Japan will give free coronavirus vaccines to all of its residents under a bill passed Wednesday (2 Dec), as the nation battles record numbers of daily cases.
The bill, which says the government will cover all vaccine costs for Japan’s 126 million residents, was approved by the upper house of parliament, having cleared the powerful lower house.
The country has secured COVID-19 vaccines for 60 million people from pharmaceutical giant Pfizer, and for a further 25 million people from biotech firm Moderna.
It has also confirmed it will receive 120 million doses of AstraZeneca’s vaccine.
Pfizer and Moderna are already seeking emergency-use approval in the United States and Europe, after clinical tests showed their jabs were effective.
The bill’s passage comes two weeks after Japan’s prime minister said the country was on “maximum alert” over the virus, and as medics warn hospitals are on the brink of collapse.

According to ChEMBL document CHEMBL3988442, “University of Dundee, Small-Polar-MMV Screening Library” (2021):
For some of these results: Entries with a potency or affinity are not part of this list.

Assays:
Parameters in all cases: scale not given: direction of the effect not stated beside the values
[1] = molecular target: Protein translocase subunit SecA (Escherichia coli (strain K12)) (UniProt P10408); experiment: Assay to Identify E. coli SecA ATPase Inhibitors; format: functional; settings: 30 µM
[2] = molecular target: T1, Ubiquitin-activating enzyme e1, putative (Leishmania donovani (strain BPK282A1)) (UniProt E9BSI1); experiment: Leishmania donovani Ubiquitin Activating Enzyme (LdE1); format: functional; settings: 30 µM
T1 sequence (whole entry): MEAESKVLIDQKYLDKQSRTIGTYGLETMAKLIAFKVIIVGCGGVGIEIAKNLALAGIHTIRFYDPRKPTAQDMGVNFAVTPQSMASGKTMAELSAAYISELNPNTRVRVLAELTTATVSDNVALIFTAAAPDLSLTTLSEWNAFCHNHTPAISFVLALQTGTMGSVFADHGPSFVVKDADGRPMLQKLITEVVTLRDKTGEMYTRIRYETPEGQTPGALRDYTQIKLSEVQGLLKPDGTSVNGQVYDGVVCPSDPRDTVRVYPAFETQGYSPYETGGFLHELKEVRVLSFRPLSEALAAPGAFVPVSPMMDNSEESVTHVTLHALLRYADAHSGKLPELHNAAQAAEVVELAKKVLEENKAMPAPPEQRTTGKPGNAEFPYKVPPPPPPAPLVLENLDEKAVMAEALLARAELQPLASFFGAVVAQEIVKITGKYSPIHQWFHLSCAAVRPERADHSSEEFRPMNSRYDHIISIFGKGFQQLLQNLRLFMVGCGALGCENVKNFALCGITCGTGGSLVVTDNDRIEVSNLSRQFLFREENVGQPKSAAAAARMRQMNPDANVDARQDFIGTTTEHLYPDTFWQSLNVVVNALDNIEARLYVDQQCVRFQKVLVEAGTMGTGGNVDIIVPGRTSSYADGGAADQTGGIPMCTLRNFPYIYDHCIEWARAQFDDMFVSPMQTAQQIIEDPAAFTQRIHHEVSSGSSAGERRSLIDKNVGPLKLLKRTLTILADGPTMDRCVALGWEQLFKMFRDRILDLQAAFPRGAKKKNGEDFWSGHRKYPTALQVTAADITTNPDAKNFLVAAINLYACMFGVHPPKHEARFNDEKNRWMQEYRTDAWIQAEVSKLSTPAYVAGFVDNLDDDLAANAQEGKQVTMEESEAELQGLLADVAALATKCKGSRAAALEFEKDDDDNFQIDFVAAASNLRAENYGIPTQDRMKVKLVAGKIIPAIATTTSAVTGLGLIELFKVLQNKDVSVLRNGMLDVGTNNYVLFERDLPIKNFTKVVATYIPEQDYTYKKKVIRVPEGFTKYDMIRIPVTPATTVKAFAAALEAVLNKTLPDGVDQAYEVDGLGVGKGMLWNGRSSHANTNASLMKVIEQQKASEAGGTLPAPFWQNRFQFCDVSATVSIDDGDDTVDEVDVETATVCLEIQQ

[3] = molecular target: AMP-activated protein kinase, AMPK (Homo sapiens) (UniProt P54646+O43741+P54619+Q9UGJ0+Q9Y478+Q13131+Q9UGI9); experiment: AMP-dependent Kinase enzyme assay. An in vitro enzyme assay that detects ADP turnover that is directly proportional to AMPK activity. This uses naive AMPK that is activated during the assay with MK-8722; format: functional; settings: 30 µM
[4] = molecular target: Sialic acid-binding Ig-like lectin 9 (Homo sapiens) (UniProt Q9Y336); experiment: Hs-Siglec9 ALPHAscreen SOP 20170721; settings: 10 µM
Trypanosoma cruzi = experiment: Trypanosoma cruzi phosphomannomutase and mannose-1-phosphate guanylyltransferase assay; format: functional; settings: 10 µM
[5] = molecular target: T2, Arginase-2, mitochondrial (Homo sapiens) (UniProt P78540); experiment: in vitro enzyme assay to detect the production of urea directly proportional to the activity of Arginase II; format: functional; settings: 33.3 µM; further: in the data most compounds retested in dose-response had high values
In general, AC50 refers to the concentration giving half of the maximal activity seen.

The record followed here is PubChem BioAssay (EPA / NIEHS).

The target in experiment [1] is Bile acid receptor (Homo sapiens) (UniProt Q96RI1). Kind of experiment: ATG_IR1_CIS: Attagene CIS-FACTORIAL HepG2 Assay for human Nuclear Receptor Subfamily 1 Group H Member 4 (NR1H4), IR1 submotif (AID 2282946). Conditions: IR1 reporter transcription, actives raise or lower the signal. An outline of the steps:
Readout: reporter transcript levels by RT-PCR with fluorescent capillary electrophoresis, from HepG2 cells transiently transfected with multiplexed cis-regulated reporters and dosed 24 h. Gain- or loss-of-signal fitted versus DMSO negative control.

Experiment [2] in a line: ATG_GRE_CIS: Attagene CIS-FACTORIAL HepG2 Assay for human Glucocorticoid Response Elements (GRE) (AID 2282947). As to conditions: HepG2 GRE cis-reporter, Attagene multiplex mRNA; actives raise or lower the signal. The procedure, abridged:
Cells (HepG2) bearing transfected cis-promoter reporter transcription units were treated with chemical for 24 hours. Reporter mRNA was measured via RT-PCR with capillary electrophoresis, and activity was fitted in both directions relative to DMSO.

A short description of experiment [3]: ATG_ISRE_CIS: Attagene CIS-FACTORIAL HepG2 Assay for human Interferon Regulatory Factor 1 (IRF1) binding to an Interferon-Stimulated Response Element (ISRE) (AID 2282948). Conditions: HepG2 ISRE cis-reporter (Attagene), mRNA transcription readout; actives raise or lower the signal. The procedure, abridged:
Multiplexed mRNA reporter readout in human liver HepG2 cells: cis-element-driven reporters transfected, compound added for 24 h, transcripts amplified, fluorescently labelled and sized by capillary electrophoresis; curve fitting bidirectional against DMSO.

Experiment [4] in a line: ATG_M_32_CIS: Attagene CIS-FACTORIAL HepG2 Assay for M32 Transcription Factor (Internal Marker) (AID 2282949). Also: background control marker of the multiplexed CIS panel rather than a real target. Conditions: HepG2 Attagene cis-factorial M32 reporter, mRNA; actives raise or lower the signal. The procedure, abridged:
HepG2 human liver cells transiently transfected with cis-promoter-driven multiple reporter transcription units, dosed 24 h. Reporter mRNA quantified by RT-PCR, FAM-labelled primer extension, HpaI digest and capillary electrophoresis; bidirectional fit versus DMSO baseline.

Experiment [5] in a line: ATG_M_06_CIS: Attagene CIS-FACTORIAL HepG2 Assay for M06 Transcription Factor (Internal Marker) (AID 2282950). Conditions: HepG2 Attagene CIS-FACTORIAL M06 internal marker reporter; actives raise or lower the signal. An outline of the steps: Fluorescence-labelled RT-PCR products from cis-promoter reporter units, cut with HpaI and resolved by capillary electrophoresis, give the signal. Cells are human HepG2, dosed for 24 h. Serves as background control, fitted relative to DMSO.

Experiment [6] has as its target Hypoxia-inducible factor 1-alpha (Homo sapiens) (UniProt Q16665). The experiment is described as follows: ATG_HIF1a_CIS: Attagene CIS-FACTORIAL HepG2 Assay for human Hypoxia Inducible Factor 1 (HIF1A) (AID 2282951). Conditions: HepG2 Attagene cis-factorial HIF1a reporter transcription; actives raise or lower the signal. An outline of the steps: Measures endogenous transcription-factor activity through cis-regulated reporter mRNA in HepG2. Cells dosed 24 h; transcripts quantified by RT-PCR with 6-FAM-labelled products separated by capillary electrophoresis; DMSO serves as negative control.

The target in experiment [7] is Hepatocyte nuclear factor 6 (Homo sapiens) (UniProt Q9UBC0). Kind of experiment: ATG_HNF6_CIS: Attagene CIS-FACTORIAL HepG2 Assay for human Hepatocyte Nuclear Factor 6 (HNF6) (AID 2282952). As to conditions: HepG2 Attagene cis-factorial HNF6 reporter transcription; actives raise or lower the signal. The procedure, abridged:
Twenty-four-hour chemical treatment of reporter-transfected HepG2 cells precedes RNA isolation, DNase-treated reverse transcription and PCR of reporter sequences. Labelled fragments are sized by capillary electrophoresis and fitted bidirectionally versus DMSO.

Japan has seen a comparatively small COVID-19 outbreak overall, with around 2,100 deaths and 150,000 cases, and has not imposed the strict lockdowns seen elsewhere.
But it is now facing a third wave of the disease, reporting record numbers of daily infections nationwide in recent weeks.
Tokyo’s governor has urged residents to avoid non-essential outings and asked businesses serving alcohol to shut early, although there is no enforcement mechanism for these recommendations.
The national government has also decided to allow individual regions to opt out of a controversial domestic tourism campaign.